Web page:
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Students Win First Step Towards More Climate Education

Students Win First Step Towards More Climate Education

New Haven students want to learn more about climate change in school. This week, the Board of Education committed to helping them make that happen.

New Haven Climate Movement’s big push at the Board of Education resulted in a promise to form a committee or subcommittee focused on climate justice.

“Our generation will truly be the last to reverse the disastrous impacts of climate change. How are we going to do that if we are forced to research it entirely by ourselves?” asked student Julia Kosinski.

The youth-led organization won support from the Board of Alders a year ago for a “climate emergency” resolution that cited Earth’s proximity to a point of no return with climate change. In the resolution, alders committed to educating New Haveners about the emergency and helping to mobilize for change.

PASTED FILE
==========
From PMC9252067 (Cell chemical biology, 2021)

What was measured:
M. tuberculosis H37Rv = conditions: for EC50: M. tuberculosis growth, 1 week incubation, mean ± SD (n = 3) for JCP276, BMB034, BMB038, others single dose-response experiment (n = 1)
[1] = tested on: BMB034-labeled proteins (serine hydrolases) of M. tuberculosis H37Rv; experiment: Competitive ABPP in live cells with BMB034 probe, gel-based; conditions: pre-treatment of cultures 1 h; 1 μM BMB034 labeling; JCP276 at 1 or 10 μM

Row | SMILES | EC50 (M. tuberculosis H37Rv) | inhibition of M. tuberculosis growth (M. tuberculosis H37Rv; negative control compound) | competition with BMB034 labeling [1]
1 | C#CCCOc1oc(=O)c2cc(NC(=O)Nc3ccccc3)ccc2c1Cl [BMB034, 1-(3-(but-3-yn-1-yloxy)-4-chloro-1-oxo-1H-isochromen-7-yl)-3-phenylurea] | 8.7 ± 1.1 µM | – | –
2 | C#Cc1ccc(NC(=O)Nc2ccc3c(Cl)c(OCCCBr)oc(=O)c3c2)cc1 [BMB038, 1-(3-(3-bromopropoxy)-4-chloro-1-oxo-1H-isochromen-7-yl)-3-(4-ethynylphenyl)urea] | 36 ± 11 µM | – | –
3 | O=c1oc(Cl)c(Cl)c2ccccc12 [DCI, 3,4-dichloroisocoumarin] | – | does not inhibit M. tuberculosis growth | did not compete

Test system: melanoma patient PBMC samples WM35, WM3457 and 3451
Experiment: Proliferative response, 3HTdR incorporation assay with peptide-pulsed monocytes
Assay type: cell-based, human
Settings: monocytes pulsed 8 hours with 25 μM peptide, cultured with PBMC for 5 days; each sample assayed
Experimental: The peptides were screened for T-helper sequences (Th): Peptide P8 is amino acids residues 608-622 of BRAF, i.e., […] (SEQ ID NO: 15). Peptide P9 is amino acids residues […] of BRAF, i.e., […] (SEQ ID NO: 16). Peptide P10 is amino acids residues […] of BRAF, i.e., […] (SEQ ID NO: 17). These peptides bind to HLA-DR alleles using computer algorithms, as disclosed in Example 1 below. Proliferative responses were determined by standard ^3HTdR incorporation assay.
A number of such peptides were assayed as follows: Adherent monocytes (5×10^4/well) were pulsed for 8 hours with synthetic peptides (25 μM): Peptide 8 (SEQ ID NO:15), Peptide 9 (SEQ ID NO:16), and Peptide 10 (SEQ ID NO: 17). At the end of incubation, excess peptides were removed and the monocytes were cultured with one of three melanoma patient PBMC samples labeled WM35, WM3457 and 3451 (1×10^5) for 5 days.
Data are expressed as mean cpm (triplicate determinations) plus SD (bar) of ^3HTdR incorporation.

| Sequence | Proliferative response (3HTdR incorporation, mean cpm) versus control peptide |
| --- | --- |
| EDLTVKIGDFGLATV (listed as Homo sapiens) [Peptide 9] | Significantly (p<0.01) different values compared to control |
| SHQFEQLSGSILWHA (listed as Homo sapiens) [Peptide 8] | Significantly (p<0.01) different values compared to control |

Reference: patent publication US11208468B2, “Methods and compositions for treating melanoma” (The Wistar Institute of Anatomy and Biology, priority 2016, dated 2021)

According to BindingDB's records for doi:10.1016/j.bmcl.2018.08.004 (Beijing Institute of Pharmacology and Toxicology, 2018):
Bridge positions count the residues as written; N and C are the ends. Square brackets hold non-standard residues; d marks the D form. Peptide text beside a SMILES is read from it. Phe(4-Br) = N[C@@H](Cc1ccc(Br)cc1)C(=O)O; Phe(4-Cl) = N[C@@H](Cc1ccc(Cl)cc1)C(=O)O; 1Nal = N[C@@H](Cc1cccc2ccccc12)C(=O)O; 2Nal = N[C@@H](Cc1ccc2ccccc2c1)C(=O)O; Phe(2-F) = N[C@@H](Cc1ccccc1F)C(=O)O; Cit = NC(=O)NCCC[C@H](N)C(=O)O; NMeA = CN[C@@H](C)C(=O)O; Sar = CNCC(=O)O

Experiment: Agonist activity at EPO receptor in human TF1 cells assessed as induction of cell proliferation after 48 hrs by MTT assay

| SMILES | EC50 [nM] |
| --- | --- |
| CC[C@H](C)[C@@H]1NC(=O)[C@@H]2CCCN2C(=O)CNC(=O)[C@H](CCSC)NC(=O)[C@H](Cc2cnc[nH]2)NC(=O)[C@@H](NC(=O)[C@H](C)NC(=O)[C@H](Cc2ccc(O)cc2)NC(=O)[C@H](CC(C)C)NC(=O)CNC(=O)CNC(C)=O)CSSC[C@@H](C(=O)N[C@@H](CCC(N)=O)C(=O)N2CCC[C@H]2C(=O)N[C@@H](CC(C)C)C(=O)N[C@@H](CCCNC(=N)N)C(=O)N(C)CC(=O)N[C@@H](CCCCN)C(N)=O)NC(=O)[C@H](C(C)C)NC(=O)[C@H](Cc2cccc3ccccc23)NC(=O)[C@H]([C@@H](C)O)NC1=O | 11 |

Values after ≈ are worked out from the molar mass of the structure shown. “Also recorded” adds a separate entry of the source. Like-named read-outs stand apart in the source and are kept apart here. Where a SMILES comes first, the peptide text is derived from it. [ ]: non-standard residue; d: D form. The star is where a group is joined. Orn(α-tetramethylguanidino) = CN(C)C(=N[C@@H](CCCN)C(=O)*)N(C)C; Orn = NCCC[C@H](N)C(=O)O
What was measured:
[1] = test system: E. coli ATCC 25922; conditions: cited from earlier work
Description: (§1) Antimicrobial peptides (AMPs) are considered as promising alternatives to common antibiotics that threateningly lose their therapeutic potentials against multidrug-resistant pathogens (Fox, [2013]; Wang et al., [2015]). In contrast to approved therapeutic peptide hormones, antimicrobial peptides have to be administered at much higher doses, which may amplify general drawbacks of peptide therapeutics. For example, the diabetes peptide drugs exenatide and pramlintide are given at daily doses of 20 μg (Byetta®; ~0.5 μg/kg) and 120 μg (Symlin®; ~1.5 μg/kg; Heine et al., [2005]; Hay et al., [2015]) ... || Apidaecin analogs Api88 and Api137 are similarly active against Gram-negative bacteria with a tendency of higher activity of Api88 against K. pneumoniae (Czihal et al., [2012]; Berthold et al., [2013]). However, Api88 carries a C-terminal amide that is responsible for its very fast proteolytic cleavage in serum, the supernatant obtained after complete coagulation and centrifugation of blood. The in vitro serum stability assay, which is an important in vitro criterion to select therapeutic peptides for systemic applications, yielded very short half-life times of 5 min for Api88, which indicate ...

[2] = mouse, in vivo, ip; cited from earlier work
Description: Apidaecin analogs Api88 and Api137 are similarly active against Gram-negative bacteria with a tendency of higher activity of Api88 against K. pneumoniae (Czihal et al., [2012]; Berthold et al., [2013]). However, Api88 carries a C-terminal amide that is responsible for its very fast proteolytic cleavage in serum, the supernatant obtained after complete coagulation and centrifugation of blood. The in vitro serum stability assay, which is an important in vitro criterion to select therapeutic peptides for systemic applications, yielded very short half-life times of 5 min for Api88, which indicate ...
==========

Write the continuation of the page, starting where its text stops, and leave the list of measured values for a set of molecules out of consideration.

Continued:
Students affiliated with New Haven Climate Movement were already working with the Board of Education on food waste in cafeterias when the Covid-19 pandemic hit. They have also been ramping up requests in recent months for more change in school curricula.

“We feel that not much action has been done,” said NHCM student leader Kiana Flores, who attends Cooperative Arts and Humanities High School.

The youth activists submitted their plan for change, the Climate Justice Schools Initiative, to the board last Friday. They collected over 750 supporters of more climate education in schools with an online petition.
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